Bill Pryor, a colleague of mine, posted a great comment to my post on the ground level view of social media the other day. Somehow, the comment disappeared. Bill gives a very detailed look at just how social media has helped his businessDan, as an SMB owner myself, I own several fitness studios in the Boston area, I can speak in specifics to some of the ideas you outlined here. The business is 5 years old but we (I personally) have deployed a blog, FB and Twitter account just in the last 6 months, spending roughly 3 to 4 hours per week (many of those hours in front of the TV at nightnot my normal working hours)..for many of the reasons you mention above, yes I unfortunately cant measure quantitatively with precision. However, the anecdotal evidence is frankly, overwhelming.
One example: one of our customers, a heavy social media typeasked to use our facility to run a charity fundraiser and could we mention it in our Facebook fan page (not even our newsletter). When I agreed, she posted a compelling video on You Tube that ended up on our Facebook page and got a number of other customers heavily involved. Further the local cable channel saw the post, as did the local paper and both want to do stories. The thing is still spiraling in various ways as others pick it up and my Google alert for our business name has popped up a number of times in the past few days.
A few observations. First, all this is still exploratory and the best practices are far from well defined but it doesnt take much time (or money) to explore and there is more than enough anecdotal stuff happening to make me feel it is worth it. Second not ALL my customers are into this stuffnot even MOST of my customers and prospects are into it. But a small, passionate and fast growing group ARE into this. And those people are disproportionately important because they are those key connectors or engagers or whatever it was that Malcom Gladwell called them in Tipping Point. The ones who ARE into social media often can turn into obsessive evangelists for your busines. Evangelists armed with amazing networking tools.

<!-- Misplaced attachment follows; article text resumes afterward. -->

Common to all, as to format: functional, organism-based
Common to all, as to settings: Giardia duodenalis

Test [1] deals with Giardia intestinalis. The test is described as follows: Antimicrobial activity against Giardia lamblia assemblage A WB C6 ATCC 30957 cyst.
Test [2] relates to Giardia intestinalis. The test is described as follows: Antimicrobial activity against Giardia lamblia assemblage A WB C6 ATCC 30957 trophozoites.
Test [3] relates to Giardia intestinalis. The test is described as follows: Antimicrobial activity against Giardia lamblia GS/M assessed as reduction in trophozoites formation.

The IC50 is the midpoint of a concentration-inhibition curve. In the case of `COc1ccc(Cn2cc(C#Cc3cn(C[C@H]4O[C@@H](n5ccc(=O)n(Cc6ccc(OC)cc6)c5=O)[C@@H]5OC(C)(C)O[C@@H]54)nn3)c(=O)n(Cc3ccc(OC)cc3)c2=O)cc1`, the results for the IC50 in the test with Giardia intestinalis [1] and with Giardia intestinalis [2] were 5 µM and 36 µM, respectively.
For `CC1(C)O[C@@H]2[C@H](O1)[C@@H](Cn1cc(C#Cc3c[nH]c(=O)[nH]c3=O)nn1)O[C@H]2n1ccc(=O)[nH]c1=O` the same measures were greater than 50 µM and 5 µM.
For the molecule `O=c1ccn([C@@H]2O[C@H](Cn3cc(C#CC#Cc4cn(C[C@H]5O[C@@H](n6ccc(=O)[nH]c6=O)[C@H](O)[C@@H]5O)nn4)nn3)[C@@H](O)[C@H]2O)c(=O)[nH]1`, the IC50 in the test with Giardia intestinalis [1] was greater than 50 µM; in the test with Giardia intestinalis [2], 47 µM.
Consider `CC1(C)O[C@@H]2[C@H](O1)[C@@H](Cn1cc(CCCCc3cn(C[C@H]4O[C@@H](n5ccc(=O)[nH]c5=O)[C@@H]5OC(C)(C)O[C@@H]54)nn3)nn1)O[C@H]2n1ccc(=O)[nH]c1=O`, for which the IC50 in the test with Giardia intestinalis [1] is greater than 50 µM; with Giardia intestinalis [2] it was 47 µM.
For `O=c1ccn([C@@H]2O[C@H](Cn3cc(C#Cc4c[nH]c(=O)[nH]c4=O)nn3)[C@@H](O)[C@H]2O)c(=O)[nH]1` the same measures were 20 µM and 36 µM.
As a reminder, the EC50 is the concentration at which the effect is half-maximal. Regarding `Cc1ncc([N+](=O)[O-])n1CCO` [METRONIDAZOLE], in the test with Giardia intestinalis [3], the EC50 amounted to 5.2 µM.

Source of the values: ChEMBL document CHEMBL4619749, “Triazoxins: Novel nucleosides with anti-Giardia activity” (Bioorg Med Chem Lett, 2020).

Bills got 200+ followers on his Facebook fan page for Spynergy, 33 Twitter followers and the blog gets updated with new content a few times a month. Hes deployed a basic digital footprint, has recruited engagement among his Community of Interest, and is making the studio come to life with photos, posts and conversation.
Too frequently, businesses get engaged in social media and start looking for a big footprint with a big bang. Bills experience shows how sustained effort build momentum that ultimately pays of with higher visibility and more activity.